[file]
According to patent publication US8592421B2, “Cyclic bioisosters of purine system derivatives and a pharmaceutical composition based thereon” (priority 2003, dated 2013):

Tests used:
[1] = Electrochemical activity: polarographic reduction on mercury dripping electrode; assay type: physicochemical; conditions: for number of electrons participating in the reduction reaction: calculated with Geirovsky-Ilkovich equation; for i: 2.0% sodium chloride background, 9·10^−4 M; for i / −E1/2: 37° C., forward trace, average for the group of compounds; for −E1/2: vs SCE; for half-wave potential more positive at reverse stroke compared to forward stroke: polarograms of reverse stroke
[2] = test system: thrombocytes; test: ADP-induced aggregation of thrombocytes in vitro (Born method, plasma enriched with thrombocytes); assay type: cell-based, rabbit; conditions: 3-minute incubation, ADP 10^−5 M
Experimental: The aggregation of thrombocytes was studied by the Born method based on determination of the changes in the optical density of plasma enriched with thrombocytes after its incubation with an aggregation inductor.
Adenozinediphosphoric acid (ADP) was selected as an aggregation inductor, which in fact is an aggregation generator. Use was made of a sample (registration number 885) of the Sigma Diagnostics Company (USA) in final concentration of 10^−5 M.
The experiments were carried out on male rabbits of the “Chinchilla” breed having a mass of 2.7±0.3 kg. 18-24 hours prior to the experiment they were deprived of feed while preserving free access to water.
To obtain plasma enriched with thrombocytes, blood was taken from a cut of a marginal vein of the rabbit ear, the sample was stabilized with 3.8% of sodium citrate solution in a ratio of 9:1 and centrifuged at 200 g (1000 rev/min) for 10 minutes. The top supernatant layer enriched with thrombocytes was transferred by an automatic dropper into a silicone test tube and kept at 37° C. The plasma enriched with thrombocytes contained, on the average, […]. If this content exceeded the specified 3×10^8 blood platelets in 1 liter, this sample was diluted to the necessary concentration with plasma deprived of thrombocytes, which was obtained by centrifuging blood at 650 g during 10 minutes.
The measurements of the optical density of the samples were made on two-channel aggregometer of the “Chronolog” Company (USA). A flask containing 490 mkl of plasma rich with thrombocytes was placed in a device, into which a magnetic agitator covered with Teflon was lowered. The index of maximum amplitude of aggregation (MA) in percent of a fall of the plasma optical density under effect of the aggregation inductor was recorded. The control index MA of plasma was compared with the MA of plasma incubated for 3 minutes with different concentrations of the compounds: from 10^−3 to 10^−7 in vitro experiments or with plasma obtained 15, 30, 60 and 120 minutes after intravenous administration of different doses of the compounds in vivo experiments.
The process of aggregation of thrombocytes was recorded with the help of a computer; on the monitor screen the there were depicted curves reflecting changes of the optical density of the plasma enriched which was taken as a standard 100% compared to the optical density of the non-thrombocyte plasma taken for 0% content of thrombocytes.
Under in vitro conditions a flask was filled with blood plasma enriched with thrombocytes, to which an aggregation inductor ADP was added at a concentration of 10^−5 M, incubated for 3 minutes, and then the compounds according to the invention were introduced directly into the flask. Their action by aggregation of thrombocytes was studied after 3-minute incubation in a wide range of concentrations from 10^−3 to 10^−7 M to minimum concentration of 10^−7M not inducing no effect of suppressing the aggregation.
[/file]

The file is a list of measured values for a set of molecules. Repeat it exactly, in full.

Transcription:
According to patent publication US8592421B2, “Cyclic bioisosters of purine system derivatives and a pharmaceutical composition based thereon” (priority 2003, dated 2013):

Tests used:
[1] = Electrochemical activity: polarographic reduction on mercury dripping electrode; assay type: physicochemical; conditions: for number of electrons participating in the reduction reaction: calculated with Geirovsky-Ilkovich equation; for i: 2.0% sodium chloride background, 9·10^−4 M; for i / −E1/2: 37° C., forward trace, average for the group of compounds; for −E1/2: vs SCE; for half-wave potential more positive at reverse stroke compared to forward stroke: polarograms of reverse stroke
[2] = test system: thrombocytes; test: ADP-induced aggregation of thrombocytes in vitro (Born method, plasma enriched with thrombocytes); assay type: cell-based, rabbit; conditions: 3-minute incubation, ADP 10^−5 M
Experimental: The aggregation of thrombocytes was studied by the Born method based on determination of the changes in the optical density of plasma enriched with thrombocytes after its incubation with an aggregation inductor.
Adenozinediphosphoric acid (ADP) was selected as an aggregation inductor, which in fact is an aggregation generator. Use was made of a sample (registration number 885) of the Sigma Diagnostics Company (USA) in final concentration of 10^−5 M.
The experiments were carried out on male rabbits of the “Chinchilla” breed having a mass of 2.7±0.3 kg. 18-24 hours prior to the experiment they were deprived of feed while preserving free access to water.
To obtain plasma enriched with thrombocytes, blood was taken from a cut of a marginal vein of the rabbit ear, the sample was stabilized with 3.8% of sodium citrate solution in a ratio of 9:1 and centrifuged at 200 g (1000 rev/min) for 10 minutes. The top supernatant layer enriched with thrombocytes was transferred by an automatic dropper into a silicone test tube and kept at 37° C. The plasma enriched with thrombocytes contained, on the average, […]. If this content exceeded the specified 3×10^8 blood platelets in 1 liter, this sample was diluted to the necessary concentration with plasma deprived of thrombocytes, which was obtained by centrifuging blood at 650 g during 10 minutes.
The measurements of the optical density of the samples were made on two-channel aggregometer of the “Chronolog” Company (USA). A flask containing 490 mkl of plasma rich with thrombocytes was placed in a device, into which a magnetic agitator covered with Teflon was lowered. The index of maximum amplitude of aggregation (MA) in percent of a fall of the plasma optical density under effect of the aggregation inductor was recorded. The control index MA of plasma was compared with the MA of plasma incubated for 3 minutes with different concentrations of the compounds: from 10^−3 to 10^−7 in vitro experiments or with plasma obtained 15, 30, 60 and 120 minutes after intravenous administration of different doses of the compounds in vivo experiments.
The process of aggregation of thrombocytes was recorded with the help of a computer; on the monitor screen the there were depicted curves reflecting changes of the optical density of the plasma enriched which was taken as a standard 100% compared to the optical density of the non-thrombocyte plasma taken for 0% content of thrombocytes.
Under in vitro conditions a flask was filled with blood plasma enriched with thrombocytes, to which an aggregation inductor ADP was added at a concentration of 10^−5 M, incubated for 3 minutes, and then the compounds according to the invention were introduced directly into the flask. Their action by aggregation of thrombocytes was studied after 3-minute incubation in a wide range of concentrations from 10^−3 to 10^−7 M to minimum concentration of 10^−7M not inducing no effect of suppressing the aggregation.